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Dr. Oyinlola Oyebode - University of Warwick. Coventry, , GB

Dr. Oyinlola Oyebode Dr. Oyinlola Oyebode

Associate Professor, Warwick Medical School | University of Warwick


Oyinlola Oyebode researches non-communicable diseases, nutrition, obesity, cardiovascular disease, neurological disease, and mental illness.






Dr Oyinlola Oyebode: Improving the health and welfare of people who live in slums



Areas of Expertise (10)

Physical Activity



Non-Communicable Diseases


Public Health

Global Health




Education (2)

The University of Edinburgh: Ph.D., Neuroscience 2008

University of Cambridge: B.A., Natural Sciences 2004

Selected Media Appearances (7)

Scientists call for immediate action on UN climate change report

The Irish Times  online


Dr Oyinlola Oyebode, associate professor in public health at the University of Warwick, said the IPCC verdict fits with growing evidence of the multiple benefits that could accrue if people shift their diet towards plant-based alternatives to meat.

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Weight-loss surgery in England: many who need it aren’t getting it

The Conversation  online


Obese people who have weight-loss surgery (also known as bariatric surgery) live longer than those who don’t and they have a better quality of life. It is a relatively safe procedure, and it is cost-effective for the NHS.

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Poor diet linked to 1 in 5 deaths globally: study

Egypt Independent  online


“This study gives us good evidence of what to target to improve diets, and therefore health, at the global and national level,” said Oyinlola Oyebode, Associate Professor at Warwick Medical School, who was not involved in the research...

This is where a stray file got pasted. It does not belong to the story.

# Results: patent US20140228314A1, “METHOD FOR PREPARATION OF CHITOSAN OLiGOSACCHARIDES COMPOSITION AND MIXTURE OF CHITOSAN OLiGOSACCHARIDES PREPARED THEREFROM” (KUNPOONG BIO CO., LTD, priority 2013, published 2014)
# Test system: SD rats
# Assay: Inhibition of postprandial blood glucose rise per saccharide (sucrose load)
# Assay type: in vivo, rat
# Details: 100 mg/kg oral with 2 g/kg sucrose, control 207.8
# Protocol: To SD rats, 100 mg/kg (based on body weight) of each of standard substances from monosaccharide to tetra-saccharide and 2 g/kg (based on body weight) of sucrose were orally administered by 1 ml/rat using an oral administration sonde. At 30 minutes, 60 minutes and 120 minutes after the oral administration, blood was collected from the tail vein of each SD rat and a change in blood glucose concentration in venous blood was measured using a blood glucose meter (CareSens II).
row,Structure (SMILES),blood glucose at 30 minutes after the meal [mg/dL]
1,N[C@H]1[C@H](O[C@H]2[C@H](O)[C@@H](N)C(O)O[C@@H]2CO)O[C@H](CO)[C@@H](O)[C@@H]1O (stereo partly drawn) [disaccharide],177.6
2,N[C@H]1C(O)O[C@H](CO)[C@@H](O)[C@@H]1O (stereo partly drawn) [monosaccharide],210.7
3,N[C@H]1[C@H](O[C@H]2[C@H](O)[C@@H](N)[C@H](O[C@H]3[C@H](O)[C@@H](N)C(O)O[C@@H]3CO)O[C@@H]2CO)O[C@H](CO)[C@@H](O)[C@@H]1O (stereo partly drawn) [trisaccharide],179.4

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Stores’ prominent placement of produce can ‘nudge’ you toward healthful choices, study finds

MinnPost  online


“This is exciting because, while we all know eating fruit and vegetables is healthy, supporting people to increase their fruit and vegetable consumption has been more complicated,” said Oyinlola Oyebode, the study’s senior author and an epidemiologist and public health researcher at the University of Warwick, in a released statement...

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Changing placement of fruits and vegetables at grocery stores could help sales

Consumer Affairs  online


“Making the fruit and vegetables more accessible increased the amount of fruit and vegetables that were purchased,” said Dr. Oyebode. “This exciting because, while we all know eating fruit and vegetables is healthy, supporting people to increase their fruit and vegetable consumption has been more complicated”...

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Moving location of fruit and vegetables can lead to 15 percent sales increase

Science Daily  online


Instead, the research, led by Dr Oyinlola Oyebode of Warwick Medical School, was conducted only after the researchers had heard about the changes and were keen to investigate whether they had had any effect on fruit and vegetable purchasing...

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Childhood obesity: the end of an epidemic?

The Conversation  online


Children in Canada, their parents, health professionals and government ministers will welcome the news that there has been a decline in overweight and obese children over the past ten years.

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Selected Articles (7)

Are your friends bad for your health?

BBC News